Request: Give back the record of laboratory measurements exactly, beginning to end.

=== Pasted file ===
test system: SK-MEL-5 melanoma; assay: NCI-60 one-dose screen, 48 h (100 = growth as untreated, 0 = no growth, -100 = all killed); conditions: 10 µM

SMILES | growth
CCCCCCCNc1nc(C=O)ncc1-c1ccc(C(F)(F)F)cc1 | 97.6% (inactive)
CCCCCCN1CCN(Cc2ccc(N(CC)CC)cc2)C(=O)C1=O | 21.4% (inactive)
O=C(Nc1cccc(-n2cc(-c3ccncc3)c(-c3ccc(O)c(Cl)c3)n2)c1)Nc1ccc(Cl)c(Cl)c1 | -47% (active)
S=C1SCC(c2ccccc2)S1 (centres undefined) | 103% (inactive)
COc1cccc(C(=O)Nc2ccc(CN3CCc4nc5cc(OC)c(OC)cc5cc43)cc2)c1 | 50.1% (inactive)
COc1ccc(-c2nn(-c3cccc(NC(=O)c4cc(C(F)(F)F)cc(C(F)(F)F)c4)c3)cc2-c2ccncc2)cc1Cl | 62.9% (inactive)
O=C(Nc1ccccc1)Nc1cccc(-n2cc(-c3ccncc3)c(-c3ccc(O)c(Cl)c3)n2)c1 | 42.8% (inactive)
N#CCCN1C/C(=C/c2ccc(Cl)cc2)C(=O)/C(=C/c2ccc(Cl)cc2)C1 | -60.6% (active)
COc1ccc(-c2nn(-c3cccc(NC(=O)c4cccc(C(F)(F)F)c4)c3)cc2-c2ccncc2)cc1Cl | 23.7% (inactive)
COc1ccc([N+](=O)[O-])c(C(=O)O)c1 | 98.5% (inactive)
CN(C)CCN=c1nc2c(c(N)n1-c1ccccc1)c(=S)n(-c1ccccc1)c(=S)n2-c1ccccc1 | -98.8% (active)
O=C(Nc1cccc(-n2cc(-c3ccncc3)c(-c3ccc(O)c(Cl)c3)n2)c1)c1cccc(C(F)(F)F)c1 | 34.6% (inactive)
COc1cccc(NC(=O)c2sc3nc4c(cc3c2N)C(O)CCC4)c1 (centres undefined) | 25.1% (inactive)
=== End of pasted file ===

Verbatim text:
test system: SK-MEL-5 melanoma; assay: NCI-60 one-dose screen, 48 h (100 = growth as untreated, 0 = no growth, -100 = all killed); conditions: 10 µM

SMILES | growth
CCCCCCCNc1nc(C=O)ncc1-c1ccc(C(F)(F)F)cc1 | 97.6% (inactive)
CCCCCCN1CCN(Cc2ccc(N(CC)CC)cc2)C(=O)C1=O | 21.4% (inactive)
O=C(Nc1cccc(-n2cc(-c3ccncc3)c(-c3ccc(O)c(Cl)c3)n2)c1)Nc1ccc(Cl)c(Cl)c1 | -47% (active)
S=C1SCC(c2ccccc2)S1 (centres undefined) | 103% (inactive)
COc1cccc(C(=O)Nc2ccc(CN3CCc4nc5cc(OC)c(OC)cc5cc43)cc2)c1 | 50.1% (inactive)
COc1ccc(-c2nn(-c3cccc(NC(=O)c4cc(C(F)(F)F)cc(C(F)(F)F)c4)c3)cc2-c2ccncc2)cc1Cl | 62.9% (inactive)
O=C(Nc1ccccc1)Nc1cccc(-n2cc(-c3ccncc3)c(-c3ccc(O)c(Cl)c3)n2)c1 | 42.8% (inactive)
N#CCCN1C/C(=C/c2ccc(Cl)cc2)C(=O)/C(=C/c2ccc(Cl)cc2)C1 | -60.6% (active)
COc1ccc(-c2nn(-c3cccc(NC(=O)c4cccc(C(F)(F)F)c4)c3)cc2-c2ccncc2)cc1Cl | 23.7% (inactive)
COc1ccc([N+](=O)[O-])c(C(=O)O)c1 | 98.5% (inactive)
CN(C)CCN=c1nc2c(c(N)n1-c1ccccc1)c(=S)n(-c1ccccc1)c(=S)n2-c1ccccc1 | -98.8% (active)
O=C(Nc1cccc(-n2cc(-c3ccncc3)c(-c3ccc(O)c(Cl)c3)n2)c1)c1cccc(C(F)(F)F)c1 | 34.6% (inactive)
COc1cccc(NC(=O)c2sc3nc4c(cc3c2N)C(O)CCC4)c1 (centres undefined) | 25.1% (inactive)